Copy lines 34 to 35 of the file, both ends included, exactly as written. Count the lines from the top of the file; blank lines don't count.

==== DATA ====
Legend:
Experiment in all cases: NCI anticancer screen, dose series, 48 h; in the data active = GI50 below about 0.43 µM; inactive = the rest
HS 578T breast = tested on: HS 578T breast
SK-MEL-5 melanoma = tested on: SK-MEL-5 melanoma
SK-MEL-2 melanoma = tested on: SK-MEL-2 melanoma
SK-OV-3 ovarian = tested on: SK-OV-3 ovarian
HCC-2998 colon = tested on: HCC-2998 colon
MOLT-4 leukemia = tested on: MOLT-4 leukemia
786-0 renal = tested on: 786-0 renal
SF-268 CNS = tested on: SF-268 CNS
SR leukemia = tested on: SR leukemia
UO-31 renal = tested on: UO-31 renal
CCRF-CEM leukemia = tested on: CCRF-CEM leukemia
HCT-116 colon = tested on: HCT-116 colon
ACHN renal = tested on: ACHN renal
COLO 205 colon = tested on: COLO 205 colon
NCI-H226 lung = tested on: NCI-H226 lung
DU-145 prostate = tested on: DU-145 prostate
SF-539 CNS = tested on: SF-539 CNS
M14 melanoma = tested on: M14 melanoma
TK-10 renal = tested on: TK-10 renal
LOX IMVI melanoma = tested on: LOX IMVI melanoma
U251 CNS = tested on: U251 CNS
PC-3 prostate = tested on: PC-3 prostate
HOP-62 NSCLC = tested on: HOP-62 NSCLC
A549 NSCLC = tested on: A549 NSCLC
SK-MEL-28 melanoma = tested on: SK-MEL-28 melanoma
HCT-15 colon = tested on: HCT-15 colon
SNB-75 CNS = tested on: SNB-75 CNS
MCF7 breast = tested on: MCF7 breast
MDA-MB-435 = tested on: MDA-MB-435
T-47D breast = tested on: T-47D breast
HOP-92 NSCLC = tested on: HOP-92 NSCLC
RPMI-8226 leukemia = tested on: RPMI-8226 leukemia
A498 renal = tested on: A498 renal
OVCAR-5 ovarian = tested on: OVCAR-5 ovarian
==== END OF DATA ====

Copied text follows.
RPMI-8226 leukemia = tested on: RPMI-8226 leukemia
A498 renal = tested on: A498 renal